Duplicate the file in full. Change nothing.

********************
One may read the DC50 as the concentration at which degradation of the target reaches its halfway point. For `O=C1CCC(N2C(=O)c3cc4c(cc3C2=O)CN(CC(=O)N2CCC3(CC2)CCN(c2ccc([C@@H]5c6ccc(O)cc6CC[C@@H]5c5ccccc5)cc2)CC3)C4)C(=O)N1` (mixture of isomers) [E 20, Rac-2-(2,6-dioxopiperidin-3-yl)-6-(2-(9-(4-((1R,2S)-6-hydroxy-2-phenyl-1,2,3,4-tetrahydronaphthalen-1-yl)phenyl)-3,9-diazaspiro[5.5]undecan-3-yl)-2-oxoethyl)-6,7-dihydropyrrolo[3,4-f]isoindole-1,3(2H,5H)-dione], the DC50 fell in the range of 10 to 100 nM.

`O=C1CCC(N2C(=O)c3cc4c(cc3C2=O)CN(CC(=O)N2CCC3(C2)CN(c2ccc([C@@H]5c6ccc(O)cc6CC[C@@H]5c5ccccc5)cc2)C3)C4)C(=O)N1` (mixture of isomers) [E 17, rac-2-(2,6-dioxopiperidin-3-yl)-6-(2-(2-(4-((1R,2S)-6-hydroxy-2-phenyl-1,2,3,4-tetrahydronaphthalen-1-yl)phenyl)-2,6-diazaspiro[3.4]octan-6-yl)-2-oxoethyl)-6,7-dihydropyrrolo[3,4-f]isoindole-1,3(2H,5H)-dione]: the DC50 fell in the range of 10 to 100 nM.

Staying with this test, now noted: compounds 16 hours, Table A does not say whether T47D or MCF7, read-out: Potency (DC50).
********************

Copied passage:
One may read the DC50 as the concentration at which degradation of the target reaches its halfway point. For `O=C1CCC(N2C(=O)c3cc4c(cc3C2=O)CN(CC(=O)N2CCC3(CC2)CCN(c2ccc([C@@H]5c6ccc(O)cc6CC[C@@H]5c5ccccc5)cc2)CC3)C4)C(=O)N1` (mixture of isomers) [E 20, Rac-2-(2,6-dioxopiperidin-3-yl)-6-(2-(9-(4-((1R,2S)-6-hydroxy-2-phenyl-1,2,3,4-tetrahydronaphthalen-1-yl)phenyl)-3,9-diazaspiro[5.5]undecan-3-yl)-2-oxoethyl)-6,7-dihydropyrrolo[3,4-f]isoindole-1,3(2H,5H)-dione], the DC50 fell in the range of 10 to 100 nM.

`O=C1CCC(N2C(=O)c3cc4c(cc3C2=O)CN(CC(=O)N2CCC3(C2)CN(c2ccc([C@@H]5c6ccc(O)cc6CC[C@@H]5c5ccccc5)cc2)C3)C4)C(=O)N1` (mixture of isomers) [E 17, rac-2-(2,6-dioxopiperidin-3-yl)-6-(2-(2-(4-((1R,2S)-6-hydroxy-2-phenyl-1,2,3,4-tetrahydronaphthalen-1-yl)phenyl)-2,6-diazaspiro[3.4]octan-6-yl)-2-oxoethyl)-6,7-dihydropyrrolo[3,4-f]isoindole-1,3(2H,5H)-dione]: the DC50 fell in the range of 10 to 100 nM.

Staying with this test, now noted: compounds 16 hours, Table A does not say whether T47D or MCF7, read-out: Potency (DC50).